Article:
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Sluggish Gallbladder/liver: Herbs And Salicylate/gluten Sensitivity


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#16 CR5442

 
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Posted 20 November 2011 - 07:43 AM

One other thing Bea on peppermint and salicylates. Could I ask what your symptoms were? Both digestive, neurologically and physically? I was trying to see if there were compounds in some herbs that weren't in others, particularly bitters. I thought saponins might be one issue as they are gut irritants... however, Peppermint doesn't have these in any great quantity if at all.
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#17 Skylark

 
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Posted 20 November 2011 - 09:40 AM

Thanks for the suggestion of cleavers. There is an herb store in town so I'll try to go by over the long weekend and see if they have it.

GAPS diet is a version of the Specific Carboyhdrate Diet that's got extra probiotics and a lot of gelatin-rich bone broth. It is designed to heal the intestine and hopefully repopulate it with healthier bacteria. http://gapsdiet.com

For the TH1 vs TH2 branches of the immune system, here are a few links. It's not simple and the articles explain it better than I will. The idea is that the immune system gets out of balance, but it can be different in different people. Herbs that work for a TH1 person will make a TH2 person sicker.

http://www.anapsid.o...s/cheneyis.html
http://www.medhelp.o...or-TH2-dominant

This is the problem with stimulating the wrong side of the immune system. http://www.precision...een-tea-hazards
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#18 yolo

 
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Posted 20 November 2011 - 02:41 PM

Thanks for the suggestion of cleavers. There is an herb store in town so I'll try to go by over the long weekend and see if they have it.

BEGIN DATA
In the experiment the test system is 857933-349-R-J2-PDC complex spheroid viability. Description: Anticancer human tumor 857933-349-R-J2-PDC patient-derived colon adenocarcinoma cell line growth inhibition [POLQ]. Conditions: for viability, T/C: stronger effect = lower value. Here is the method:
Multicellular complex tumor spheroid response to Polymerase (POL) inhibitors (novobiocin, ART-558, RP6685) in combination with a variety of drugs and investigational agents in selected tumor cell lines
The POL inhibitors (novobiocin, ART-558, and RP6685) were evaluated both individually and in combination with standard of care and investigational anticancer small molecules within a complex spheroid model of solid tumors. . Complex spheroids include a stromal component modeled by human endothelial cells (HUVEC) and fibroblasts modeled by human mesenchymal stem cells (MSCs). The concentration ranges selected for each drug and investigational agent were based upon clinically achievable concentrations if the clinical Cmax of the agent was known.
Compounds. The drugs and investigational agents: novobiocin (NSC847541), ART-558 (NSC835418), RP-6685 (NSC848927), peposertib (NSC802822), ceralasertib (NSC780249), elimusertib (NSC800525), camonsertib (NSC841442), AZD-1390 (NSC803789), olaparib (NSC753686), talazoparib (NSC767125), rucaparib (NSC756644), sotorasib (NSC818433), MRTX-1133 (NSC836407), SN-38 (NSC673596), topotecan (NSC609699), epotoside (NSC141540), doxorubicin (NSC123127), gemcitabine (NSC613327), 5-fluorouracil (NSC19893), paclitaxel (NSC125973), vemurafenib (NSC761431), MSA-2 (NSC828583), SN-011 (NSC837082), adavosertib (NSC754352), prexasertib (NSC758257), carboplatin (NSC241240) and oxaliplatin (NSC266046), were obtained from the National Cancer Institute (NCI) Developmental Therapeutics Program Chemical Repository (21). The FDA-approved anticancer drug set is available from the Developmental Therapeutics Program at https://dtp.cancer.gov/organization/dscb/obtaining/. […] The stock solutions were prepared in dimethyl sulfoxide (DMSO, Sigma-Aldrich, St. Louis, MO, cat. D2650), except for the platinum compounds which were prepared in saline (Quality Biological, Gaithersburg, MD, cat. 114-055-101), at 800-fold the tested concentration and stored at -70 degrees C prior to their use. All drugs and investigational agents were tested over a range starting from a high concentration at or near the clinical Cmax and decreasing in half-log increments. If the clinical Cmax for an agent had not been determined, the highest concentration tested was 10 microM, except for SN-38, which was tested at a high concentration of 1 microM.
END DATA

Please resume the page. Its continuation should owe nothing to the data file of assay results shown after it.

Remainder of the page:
GAPS diet is a version of the Specific Carboyhdrate Diet that's got extra probiotics and a lot of gelatin-rich bone broth. It is designed to heal the intestine and hopefully repopulate it with healthier bacteria. http://gapsdiet.com

For the TH1 vs TH2 branches of the immune system, here are a few links. It's not simple and the articles explain it better than I will. The idea is that the immune system gets out of balance, but it can be different in different people. Herbs that work for a TH1 person will make a TH2 person sicker.

http://www.anapsid.o...s/cheneyis.html
http://www.medhelp.o...or-TH2-dominant

This is the problem with stimulating the wrong side of the immune system. http://www.precision...een-tea-hazards


These are fantastic links! Thank you Skylark and Caroline.

I think finding out if one is TH1 or TH2 could be of great value for healing one's health. I am now wondering if there is anyone here in the SF Bay Area who could do these tests? The lowball self test to me would indicate I am TH2 since Green Tea is completely out for me. All I need to do is drink one cup of watered down Green Tea and I feel hyped up for at least 48 hours. Nevertheless I also avoid Echinacea since I know it is an immune stimulant. So maybe I don't need to??

Given the herbs in question (Marshmallow Root, Dandelion Root, Oregon Grape Root, Barberry Root), I wonder how they orient with this TH1 or TH2?? I tried to choose ones that are not stimulants as much as possible. I thus did not suggest Echinacea (or Green Tea) or even Burdock Root. If any on the list might be a stimulant, I would think it would be the Barberry, thus my suggestion to use it with observation and caution. Certainly Dandelion does not appear to be an immune stimulant; it just seems to be very good for most everyone (though of course there always is the exception).

As far as my "list" goes, I did not suggest Rosemary, though if one does NOT have a salicylate problem, it is a very good herb to use. It may be slightly stimulating however since it is part of the mint family.

I did suggest Marshmallow Root (the one herb Caroline left out). It is the oddball in the list since it has no berberine and is not a cleanser or blood purifier; nevertheless it is key in matters of both gut and liver/gallbladder health as well as the kidneys since it is mucilaginous plus anti-inflammatory. I don't believe it is a stimulant of any kind. Nevertheless, people on the Specific Carbohydrate Diet look at Marshmallow Root with suspicion since they fear it may clog the lining of the intestines. I never found it to be harmful at all, but like the articles Skylark showed us, we are all a little different. My feeling is that for those with Celiac or Salicylate Sensitivity, a little mucilage on the intestinal wall can be healing rather than a source of problems. This may present itself differently for someone with Crohn's disease however.